For some reason, Beck goes on to really drive home the point people were hired to test the game “for 100 hours” (shock!) before release.

    “They tested the game for 100 hours – 100 hours! Think about that,” he says…before trailing off without actually making a point whatsoever. So, just think about it, I guess.

    I did, and I’m actually surprised it wasn’t play tested for a hell of a lot longer, being such a big game and all. Knowing how the industry works and how intense QA testing can be, Watch Dogs was definitely play tested a hell of a lot more than 100 hours. Sorry to break that to you, Beck.


    Next up, he lambastes the fact that Watch Dogs features an anti-hero instead of what he describes as a “hero hero”. Apparently Beck isn’t a fan of the more rugged Snake Plissken types. Nor does he keep track of current trends in media, where anti-heroes fighting against the ridiculous levels of modern day authority are earning production companies a lot of money at the moment.

    “Why must everyone break the law?” Beck asks nobody in particular, “Can’t we just have a Superman”?

    I can only assume Beck hasn’t seen Man of Steel, which featured Superman obliterating Metropolis because of a fight with an old family friend, who he then kills. Doesn’t sound very lawful to me.

    Then Beck goes full retard. Tropic Thunder probably had too many ‘anti-heroes’ for him to handle, so maybe he wasn’t aware of the dangers of really pushing stupid to new levels.

    He bumbles his way through the official description of Watch Dogs‘ main gameplay mechanic – the ability to take control of CtOS, hack and manipulate the city, and build profiles on NPC characters. It’s an impressive take on open-world games from a technical point of view, and as a story premise it’s more poignant than ever right now given the NSA shit storm Snowden has unleashed from the comfort of Moscow.

    But Beck believes the hacking in Watch Dogs is 100% real!

    “They’re teaching you how to hack and then become the ultimate voyeur into other people’s lives, including their bedroom by hacking into their phones and everything.”

    He goes on to reveal his own paranoia about docking iPad’s near your bed/loved ones and leaving it plugged in when you go to sleep at night. Struggling to separate his own paranoia from the real world, he then very matter-of-factly states, “This game is teaching people how to HACK IN to your iPad and whatever is docked in your bedroom!” *bumps iPad on table to really drive the point home*


    “What the heck is wrong with us? What, the heck, is wrong with us”, he asks in a state of shock. I tried shouting “you’re a fucking idiot!” at the screen but I don’t think he heard me.

    At this stage the camera swoops and pans in on Beck, as if to ensure his next words are delivered with all the gravitas and purpose they deserve…

    “We are inviting this into our home and our lives. We are teaching our kids this stuff for entertainment purposes.”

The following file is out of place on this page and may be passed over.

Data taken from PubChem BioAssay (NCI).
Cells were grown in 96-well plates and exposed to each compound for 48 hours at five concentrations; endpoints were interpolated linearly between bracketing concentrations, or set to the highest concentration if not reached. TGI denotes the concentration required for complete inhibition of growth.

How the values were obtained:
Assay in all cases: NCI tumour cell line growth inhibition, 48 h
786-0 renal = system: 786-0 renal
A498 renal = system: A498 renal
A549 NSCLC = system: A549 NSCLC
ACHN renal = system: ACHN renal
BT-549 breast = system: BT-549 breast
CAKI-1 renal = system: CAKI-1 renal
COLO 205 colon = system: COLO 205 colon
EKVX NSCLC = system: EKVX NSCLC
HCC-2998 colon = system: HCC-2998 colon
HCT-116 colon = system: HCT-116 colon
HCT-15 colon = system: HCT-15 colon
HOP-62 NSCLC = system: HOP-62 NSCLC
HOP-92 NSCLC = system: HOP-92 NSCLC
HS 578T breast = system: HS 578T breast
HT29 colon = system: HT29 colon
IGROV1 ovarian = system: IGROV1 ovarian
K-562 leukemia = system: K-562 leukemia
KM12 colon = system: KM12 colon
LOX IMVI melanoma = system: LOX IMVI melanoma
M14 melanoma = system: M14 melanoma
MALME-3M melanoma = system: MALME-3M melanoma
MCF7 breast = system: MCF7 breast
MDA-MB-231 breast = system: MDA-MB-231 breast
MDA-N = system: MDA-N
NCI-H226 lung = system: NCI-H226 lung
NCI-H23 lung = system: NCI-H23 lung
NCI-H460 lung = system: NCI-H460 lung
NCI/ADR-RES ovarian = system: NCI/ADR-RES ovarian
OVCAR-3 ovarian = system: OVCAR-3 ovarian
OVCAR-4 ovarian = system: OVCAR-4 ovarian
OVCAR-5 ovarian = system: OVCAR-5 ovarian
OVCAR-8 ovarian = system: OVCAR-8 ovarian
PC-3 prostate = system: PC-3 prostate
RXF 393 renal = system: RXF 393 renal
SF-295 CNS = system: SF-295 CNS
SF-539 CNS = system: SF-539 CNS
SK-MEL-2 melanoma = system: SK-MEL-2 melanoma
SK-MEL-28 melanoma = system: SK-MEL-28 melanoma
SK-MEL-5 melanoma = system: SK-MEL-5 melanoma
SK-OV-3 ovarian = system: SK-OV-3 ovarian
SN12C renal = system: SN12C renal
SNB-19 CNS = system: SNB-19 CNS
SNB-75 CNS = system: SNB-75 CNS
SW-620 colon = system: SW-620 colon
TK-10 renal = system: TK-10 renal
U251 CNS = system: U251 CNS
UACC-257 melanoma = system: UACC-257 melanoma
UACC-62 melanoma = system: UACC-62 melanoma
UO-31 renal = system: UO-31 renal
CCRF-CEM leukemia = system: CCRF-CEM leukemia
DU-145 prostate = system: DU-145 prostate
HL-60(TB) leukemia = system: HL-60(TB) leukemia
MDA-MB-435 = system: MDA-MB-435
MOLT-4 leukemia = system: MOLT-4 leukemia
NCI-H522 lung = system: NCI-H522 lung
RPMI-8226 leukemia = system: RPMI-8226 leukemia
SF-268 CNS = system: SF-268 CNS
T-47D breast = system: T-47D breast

Let’s just forget that Watch Dogs has a big adult-rated sticker on its box then, shall we? It’s there for a reason, but of course it’s much easier to take the Maud Flanders route of “Won’t somebody please think of the children!!” over something more logical like, “This adult game is probably for adults”

    And that’s if it even taught anything resembling real-world hacking, which, of course, it doesn’t. Not unless you know how to control the world with a couple of buttons on your gamepad?

    You have to feel immensely sorry for his son too. Beck reveals he’s already had a talk with his son about video games, telling him: “Son, these games rewire your brain. We don’t even know what they do yet. This is BRAND NEW stuff.”

    “Brand new”, eh? Was he just unfrozen alongside Steven Rodgers or what? Only instead of a super strength soldier capable of leading The Avengers, they just found a super ‘tard.

    Apparently this archaic logic is why his son is not allowed to play games at home and has to visit friends to play them instead. Behind Beck’s back, because he “can’t stop him doing it”. Without saying as much, Beck basically describes gaming like you would a crack addict looking for his next fix, rather than as a form of electronic entertainment that brings enjoyment.

    Don’t worry though, because he ACTUALLY DOES compare video games to crack cocaine a few moments later. He then extends this sentiment to smartphones and pretty much all electronics, completely confusing technological progress with real life addictions.

    “Try to get your spouse to give up their phone for a month, I bet you can’t even negotiate it down to a week.”

    Who’d want to be forced to give up their phone for a week? Not wanting to give up something we’re used to doesn’t mean we’re addicted, we just have a lot of fun shit! Electronics are becoming as much a part of every day life as shoes. Stop trying to halt progress and embrace it instead.

    Maybe Beck should give up shoes. Shoes and politics.